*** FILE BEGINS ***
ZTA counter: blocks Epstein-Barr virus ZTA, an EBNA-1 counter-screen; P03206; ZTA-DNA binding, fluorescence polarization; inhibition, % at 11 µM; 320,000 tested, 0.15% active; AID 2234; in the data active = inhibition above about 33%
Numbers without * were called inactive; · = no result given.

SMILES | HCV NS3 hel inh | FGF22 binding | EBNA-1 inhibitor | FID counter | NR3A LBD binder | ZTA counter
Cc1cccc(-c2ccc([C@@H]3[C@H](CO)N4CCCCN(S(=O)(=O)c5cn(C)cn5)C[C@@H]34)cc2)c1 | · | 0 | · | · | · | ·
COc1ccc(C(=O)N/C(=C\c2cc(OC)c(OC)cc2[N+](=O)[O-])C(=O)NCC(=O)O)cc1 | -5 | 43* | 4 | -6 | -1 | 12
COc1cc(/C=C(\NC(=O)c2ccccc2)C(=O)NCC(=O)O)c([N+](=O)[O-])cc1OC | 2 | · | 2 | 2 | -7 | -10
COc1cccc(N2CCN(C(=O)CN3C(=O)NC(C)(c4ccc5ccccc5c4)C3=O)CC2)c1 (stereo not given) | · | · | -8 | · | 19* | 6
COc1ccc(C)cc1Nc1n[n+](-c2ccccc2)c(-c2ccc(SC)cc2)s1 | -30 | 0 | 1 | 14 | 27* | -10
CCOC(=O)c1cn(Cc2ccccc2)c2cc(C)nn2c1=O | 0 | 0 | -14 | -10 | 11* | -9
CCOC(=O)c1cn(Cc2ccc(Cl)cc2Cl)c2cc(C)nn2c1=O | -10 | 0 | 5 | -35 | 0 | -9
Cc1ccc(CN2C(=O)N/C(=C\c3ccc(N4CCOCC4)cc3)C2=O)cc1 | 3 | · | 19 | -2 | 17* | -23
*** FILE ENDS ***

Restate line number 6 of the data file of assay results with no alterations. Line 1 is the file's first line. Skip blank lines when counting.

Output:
COc1cc(/C=C(\NC(=O)c2ccccc2)C(=O)NCC(=O)O)c([N+](=O)[O-])cc1OC | 2 | · | 2 | 2 | -7 | -10